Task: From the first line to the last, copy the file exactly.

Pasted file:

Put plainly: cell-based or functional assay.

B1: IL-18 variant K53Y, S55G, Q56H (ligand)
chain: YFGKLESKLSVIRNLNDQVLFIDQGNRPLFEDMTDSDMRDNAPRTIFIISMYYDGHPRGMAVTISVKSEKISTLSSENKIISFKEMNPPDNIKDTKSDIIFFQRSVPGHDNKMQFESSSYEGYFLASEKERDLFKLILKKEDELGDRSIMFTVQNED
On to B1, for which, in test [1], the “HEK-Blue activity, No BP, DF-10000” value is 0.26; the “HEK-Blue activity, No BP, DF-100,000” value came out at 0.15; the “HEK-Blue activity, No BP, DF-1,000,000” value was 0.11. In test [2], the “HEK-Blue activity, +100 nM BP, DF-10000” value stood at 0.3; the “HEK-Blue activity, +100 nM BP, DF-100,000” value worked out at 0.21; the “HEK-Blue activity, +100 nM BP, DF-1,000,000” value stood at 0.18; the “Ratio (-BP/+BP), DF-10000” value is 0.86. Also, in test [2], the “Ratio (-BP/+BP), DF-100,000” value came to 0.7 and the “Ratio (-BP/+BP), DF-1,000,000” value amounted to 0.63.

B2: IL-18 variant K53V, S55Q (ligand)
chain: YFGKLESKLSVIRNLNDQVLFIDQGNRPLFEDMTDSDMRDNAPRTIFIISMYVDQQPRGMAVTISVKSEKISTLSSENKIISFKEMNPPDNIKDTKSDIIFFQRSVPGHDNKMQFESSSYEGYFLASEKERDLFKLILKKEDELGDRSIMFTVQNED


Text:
Put plainly: cell-based or functional assay.

B1: IL-18 variant K53Y, S55G, Q56H (ligand)
chain: YFGKLESKLSVIRNLNDQVLFIDQGNRPLFEDMTDSDMRDNAPRTIFIISMYYDGHPRGMAVTISVKSEKISTLSSENKIISFKEMNPPDNIKDTKSDIIFFQRSVPGHDNKMQFESSSYEGYFLASEKERDLFKLILKKEDELGDRSIMFTVQNED
On to B1, for which, in test [1], the “HEK-Blue activity, No BP, DF-10000” value is 0.26; the “HEK-Blue activity, No BP, DF-100,000” value came out at 0.15; the “HEK-Blue activity, No BP, DF-1,000,000” value was 0.11. In test [2], the “HEK-Blue activity, +100 nM BP, DF-10000” value stood at 0.3; the “HEK-Blue activity, +100 nM BP, DF-100,000” value worked out at 0.21; the “HEK-Blue activity, +100 nM BP, DF-1,000,000” value stood at 0.18; the “Ratio (-BP/+BP), DF-10000” value is 0.86. Also, in test [2], the “Ratio (-BP/+BP), DF-100,000” value came to 0.7 and the “Ratio (-BP/+BP), DF-1,000,000” value amounted to 0.63.

B2: IL-18 variant K53V, S55Q (ligand)
chain: YFGKLESKLSVIRNLNDQVLFIDQGNRPLFEDMTDSDMRDNAPRTIFIISMYVDQQPRGMAVTISVKSEKISTLSSENKIISFKEMNPPDNIKDTKSDIIFFQRSVPGHDNKMQFESSSYEGYFLASEKERDLFKLILKKEDELGDRSIMFTVQNED